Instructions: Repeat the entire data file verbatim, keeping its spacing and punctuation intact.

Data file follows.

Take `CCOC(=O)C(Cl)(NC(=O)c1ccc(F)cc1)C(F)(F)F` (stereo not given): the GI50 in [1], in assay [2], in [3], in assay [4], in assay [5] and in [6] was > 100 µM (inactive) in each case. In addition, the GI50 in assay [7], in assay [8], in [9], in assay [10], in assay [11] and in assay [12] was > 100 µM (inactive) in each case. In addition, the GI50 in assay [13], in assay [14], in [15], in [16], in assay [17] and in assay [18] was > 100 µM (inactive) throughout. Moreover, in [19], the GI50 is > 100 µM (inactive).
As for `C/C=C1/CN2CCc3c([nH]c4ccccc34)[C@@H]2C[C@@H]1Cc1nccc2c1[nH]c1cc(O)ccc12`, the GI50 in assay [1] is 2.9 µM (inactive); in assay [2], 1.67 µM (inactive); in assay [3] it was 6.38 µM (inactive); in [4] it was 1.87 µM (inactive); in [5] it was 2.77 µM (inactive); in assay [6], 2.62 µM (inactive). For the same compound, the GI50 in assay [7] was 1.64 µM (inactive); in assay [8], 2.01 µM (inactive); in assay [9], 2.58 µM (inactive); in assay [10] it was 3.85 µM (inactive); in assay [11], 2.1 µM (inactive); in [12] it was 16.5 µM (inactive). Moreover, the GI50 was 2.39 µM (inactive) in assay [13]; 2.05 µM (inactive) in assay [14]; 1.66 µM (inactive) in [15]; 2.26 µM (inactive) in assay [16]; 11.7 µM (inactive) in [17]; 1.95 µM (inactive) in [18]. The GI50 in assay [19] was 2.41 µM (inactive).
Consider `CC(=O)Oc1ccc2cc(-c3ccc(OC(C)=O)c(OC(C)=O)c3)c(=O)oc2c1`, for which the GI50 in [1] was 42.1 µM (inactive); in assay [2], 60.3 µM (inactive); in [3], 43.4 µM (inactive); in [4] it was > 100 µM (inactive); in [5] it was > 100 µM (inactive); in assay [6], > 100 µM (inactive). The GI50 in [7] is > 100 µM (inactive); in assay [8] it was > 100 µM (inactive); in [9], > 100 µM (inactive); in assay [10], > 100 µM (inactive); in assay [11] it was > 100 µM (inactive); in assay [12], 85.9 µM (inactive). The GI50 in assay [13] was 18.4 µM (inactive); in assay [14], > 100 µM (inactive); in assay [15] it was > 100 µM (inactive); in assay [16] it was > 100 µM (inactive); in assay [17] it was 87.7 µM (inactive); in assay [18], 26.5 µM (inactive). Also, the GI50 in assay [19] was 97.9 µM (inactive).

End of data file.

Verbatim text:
Take `CCOC(=O)C(Cl)(NC(=O)c1ccc(F)cc1)C(F)(F)F` (stereo not given): the GI50 in [1], in assay [2], in [3], in assay [4], in assay [5] and in [6] was > 100 µM (inactive) in each case. In addition, the GI50 in assay [7], in assay [8], in [9], in assay [10], in assay [11] and in assay [12] was > 100 µM (inactive) in each case. In addition, the GI50 in assay [13], in assay [14], in [15], in [16], in assay [17] and in assay [18] was > 100 µM (inactive) throughout. Moreover, in [19], the GI50 is > 100 µM (inactive).
As for `C/C=C1/CN2CCc3c([nH]c4ccccc34)[C@@H]2C[C@@H]1Cc1nccc2c1[nH]c1cc(O)ccc12`, the GI50 in assay [1] is 2.9 µM (inactive); in assay [2], 1.67 µM (inactive); in assay [3] it was 6.38 µM (inactive); in [4] it was 1.87 µM (inactive); in [5] it was 2.77 µM (inactive); in assay [6], 2.62 µM (inactive). For the same compound, the GI50 in assay [7] was 1.64 µM (inactive); in assay [8], 2.01 µM (inactive); in assay [9], 2.58 µM (inactive); in assay [10] it was 3.85 µM (inactive); in assay [11], 2.1 µM (inactive); in [12] it was 16.5 µM (inactive). Moreover, the GI50 was 2.39 µM (inactive) in assay [13]; 2.05 µM (inactive) in assay [14]; 1.66 µM (inactive) in [15]; 2.26 µM (inactive) in assay [16]; 11.7 µM (inactive) in [17]; 1.95 µM (inactive) in [18]. The GI50 in assay [19] was 2.41 µM (inactive).
Consider `CC(=O)Oc1ccc2cc(-c3ccc(OC(C)=O)c(OC(C)=O)c3)c(=O)oc2c1`, for which the GI50 in [1] was 42.1 µM (inactive); in assay [2], 60.3 µM (inactive); in [3], 43.4 µM (inactive); in [4] it was > 100 µM (inactive); in [5] it was > 100 µM (inactive); in assay [6], > 100 µM (inactive). The GI50 in [7] is > 100 µM (inactive); in assay [8] it was > 100 µM (inactive); in [9], > 100 µM (inactive); in assay [10], > 100 µM (inactive); in assay [11] it was > 100 µM (inactive); in assay [12], 85.9 µM (inactive). The GI50 in assay [13] was 18.4 µM (inactive); in assay [14], > 100 µM (inactive); in assay [15] it was > 100 µM (inactive); in assay [16] it was > 100 µM (inactive); in assay [17] it was 87.7 µM (inactive); in assay [18], 26.5 µM (inactive). Also, the GI50 in assay [19] was 97.9 µM (inactive).